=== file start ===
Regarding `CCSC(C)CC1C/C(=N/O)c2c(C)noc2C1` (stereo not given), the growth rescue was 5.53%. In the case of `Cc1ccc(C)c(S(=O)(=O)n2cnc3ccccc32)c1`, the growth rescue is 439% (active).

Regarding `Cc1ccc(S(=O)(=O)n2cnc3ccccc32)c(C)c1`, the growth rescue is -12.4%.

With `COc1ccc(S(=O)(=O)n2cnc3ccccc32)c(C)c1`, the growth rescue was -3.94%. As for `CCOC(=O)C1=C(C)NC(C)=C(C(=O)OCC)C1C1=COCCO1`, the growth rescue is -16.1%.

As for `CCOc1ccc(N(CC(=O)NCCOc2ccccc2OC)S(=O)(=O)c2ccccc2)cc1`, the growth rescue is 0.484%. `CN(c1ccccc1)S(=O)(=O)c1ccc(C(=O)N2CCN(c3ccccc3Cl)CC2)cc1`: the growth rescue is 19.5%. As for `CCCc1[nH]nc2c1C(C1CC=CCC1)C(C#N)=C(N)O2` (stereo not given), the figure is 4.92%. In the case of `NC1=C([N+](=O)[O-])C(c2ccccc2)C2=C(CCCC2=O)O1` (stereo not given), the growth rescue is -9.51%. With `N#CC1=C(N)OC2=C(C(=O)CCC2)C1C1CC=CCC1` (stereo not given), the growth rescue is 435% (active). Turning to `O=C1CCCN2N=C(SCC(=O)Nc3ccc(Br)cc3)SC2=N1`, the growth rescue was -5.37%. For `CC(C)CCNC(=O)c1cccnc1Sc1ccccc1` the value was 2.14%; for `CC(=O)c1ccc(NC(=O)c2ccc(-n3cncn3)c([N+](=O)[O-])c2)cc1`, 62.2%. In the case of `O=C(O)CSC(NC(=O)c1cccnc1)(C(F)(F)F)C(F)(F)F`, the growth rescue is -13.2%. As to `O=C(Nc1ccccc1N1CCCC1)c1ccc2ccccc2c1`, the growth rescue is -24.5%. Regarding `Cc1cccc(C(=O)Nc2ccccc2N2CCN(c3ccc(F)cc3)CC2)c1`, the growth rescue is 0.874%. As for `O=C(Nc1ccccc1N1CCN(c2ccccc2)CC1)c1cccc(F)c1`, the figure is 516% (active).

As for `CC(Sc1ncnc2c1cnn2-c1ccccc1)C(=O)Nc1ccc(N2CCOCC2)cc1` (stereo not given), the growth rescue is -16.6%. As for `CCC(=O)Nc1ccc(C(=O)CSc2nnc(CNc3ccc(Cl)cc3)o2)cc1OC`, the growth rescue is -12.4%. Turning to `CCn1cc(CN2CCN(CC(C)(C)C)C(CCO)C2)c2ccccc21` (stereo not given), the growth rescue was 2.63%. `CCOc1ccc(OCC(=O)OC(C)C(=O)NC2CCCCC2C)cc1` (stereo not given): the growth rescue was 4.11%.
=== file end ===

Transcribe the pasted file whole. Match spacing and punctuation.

Regarding `CCSC(C)CC1C/C(=N/O)c2c(C)noc2C1` (stereo not given), the growth rescue was 5.53%. In the case of `Cc1ccc(C)c(S(=O)(=O)n2cnc3ccccc32)c1`, the growth rescue is 439% (active).

Regarding `Cc1ccc(S(=O)(=O)n2cnc3ccccc32)c(C)c1`, the growth rescue is -12.4%.

With `COc1ccc(S(=O)(=O)n2cnc3ccccc32)c(C)c1`, the growth rescue was -3.94%. As for `CCOC(=O)C1=C(C)NC(C)=C(C(=O)OCC)C1C1=COCCO1`, the growth rescue is -16.1%.

As for `CCOc1ccc(N(CC(=O)NCCOc2ccccc2OC)S(=O)(=O)c2ccccc2)cc1`, the growth rescue is 0.484%. `CN(c1ccccc1)S(=O)(=O)c1ccc(C(=O)N2CCN(c3ccccc3Cl)CC2)cc1`: the growth rescue is 19.5%. As for `CCCc1[nH]nc2c1C(C1CC=CCC1)C(C#N)=C(N)O2` (stereo not given), the figure is 4.92%. In the case of `NC1=C([N+](=O)[O-])C(c2ccccc2)C2=C(CCCC2=O)O1` (stereo not given), the growth rescue is -9.51%. With `N#CC1=C(N)OC2=C(C(=O)CCC2)C1C1CC=CCC1` (stereo not given), the growth rescue is 435% (active). Turning to `O=C1CCCN2N=C(SCC(=O)Nc3ccc(Br)cc3)SC2=N1`, the growth rescue was -5.37%. For `CC(C)CCNC(=O)c1cccnc1Sc1ccccc1` the value was 2.14%; for `CC(=O)c1ccc(NC(=O)c2ccc(-n3cncn3)c([N+](=O)[O-])c2)cc1`, 62.2%. In the case of `O=C(O)CSC(NC(=O)c1cccnc1)(C(F)(F)F)C(F)(F)F`, the growth rescue is -13.2%. As to `O=C(Nc1ccccc1N1CCCC1)c1ccc2ccccc2c1`, the growth rescue is -24.5%. Regarding `Cc1cccc(C(=O)Nc2ccccc2N2CCN(c3ccc(F)cc3)CC2)c1`, the growth rescue is 0.874%. As for `O=C(Nc1ccccc1N1CCN(c2ccccc2)CC1)c1cccc(F)c1`, the figure is 516% (active).

As for `CC(Sc1ncnc2c1cnn2-c1ccccc1)C(=O)Nc1ccc(N2CCOCC2)cc1` (stereo not given), the growth rescue is -16.6%. As for `CCC(=O)Nc1ccc(C(=O)CSc2nnc(CNc3ccc(Cl)cc3)o2)cc1OC`, the growth rescue is -12.4%. Turning to `CCn1cc(CN2CCN(CC(C)(C)C)C(CCO)C2)c2ccccc21` (stereo not given), the growth rescue was 2.63%. `CCOc1ccc(OCC(=O)OC(C)C(=O)NC2CCCCC2C)cc1` (stereo not given): the growth rescue was 4.11%.